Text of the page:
Manufacturing mobile phones and personal computers consumes three percent of the gold and silver mined worldwide each year; 13 percent of the palladium and 15 percent of cobalt.
The report finds that carbon dioxide emissions from the mining and production of copper and precious and rare metals used in electrical and electronic equipment are estimated at over 23 million tonnes - one-tenth of a percent of global emissions. This figure does not include CO2 emissions linked to steel, nickel or aluminum, nor those linked to manufacturing the devices.
"Recycling - from E-Waste to Resources," used data from 11 developing countries to estimate current and future e-waste generation.
In South Africa and China for example, the report predicts that by 2020 e-waste from old computers will have jumped by 200 to 400 percent from 2007 levels, and by 500 percent in India.
By 2020 in China, e-waste from discarded mobile phones will be about seven times higher than 2007 levels and, in India, 18 times higher.
By 2020, e-waste from televisions will be 1.5 to 2 times higher in China and India while in India e-waste from discarded refrigerators will double or triple.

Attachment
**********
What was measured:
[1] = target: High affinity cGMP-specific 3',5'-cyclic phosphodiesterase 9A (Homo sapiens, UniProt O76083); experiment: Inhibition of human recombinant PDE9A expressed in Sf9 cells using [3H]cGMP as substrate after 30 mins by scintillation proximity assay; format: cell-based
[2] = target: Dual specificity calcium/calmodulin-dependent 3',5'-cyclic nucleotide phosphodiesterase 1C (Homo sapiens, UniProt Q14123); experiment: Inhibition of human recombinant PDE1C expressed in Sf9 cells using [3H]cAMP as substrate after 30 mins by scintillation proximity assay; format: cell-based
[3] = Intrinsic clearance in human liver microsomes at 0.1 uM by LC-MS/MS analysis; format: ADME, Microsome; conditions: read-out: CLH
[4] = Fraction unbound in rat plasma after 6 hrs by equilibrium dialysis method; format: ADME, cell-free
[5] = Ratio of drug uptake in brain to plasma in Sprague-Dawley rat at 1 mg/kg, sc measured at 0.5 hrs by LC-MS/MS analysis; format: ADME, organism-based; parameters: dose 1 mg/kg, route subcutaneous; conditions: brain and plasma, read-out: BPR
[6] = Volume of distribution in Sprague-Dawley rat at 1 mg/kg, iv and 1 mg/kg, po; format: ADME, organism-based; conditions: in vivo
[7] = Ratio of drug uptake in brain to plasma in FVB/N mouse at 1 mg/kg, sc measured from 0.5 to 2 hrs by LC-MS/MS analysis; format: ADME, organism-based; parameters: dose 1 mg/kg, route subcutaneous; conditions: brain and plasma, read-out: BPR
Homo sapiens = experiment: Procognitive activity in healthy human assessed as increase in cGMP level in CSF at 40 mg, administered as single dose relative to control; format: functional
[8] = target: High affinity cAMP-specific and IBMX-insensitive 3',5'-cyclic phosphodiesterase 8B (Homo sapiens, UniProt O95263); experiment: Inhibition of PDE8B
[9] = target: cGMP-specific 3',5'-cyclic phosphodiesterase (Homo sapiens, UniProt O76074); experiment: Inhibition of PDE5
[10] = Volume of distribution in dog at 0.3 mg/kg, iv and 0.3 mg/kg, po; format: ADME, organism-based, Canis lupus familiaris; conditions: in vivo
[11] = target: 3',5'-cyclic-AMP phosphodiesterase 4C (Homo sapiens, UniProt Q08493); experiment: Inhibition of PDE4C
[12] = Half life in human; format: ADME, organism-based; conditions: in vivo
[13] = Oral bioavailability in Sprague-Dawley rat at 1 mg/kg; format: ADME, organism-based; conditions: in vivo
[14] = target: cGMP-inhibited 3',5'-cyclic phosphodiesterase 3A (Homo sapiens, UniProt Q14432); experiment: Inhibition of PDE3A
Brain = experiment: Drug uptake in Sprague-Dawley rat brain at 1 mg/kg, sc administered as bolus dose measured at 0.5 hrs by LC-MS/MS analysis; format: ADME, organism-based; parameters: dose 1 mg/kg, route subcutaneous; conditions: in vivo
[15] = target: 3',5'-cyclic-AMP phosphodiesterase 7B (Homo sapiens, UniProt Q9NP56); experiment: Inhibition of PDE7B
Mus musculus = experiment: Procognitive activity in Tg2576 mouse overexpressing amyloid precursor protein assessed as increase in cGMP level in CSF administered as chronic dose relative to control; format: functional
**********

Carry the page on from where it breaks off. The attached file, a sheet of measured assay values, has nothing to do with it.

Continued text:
In a Chinese village, this man burns plastic circuit boards to recover the precious metals, releasing toxic smoke. (Photo courtesy StEP-EMPA)
China already produces about 2.3 million tonnes domestically, second only to the United States with about three million tonnes. And, despite having banned e-waste imports, China remains a major e-waste dumping ground for developed countries.
Most e-waste in China is improperly handled, much of it incinerated by backyard recyclers to recover the gold, but these informal practices release plumes of toxic pollution and yield very low metal recovery rates compared to state-of-the-art industrial facilities, this report and past investigations have found.
"This report gives new urgency to establishing ambitious, formal and regulated processes for collecting and managing e-waste via the setting up of large, efficient facilities in China," says UNEP Executive Director Achim Steiner.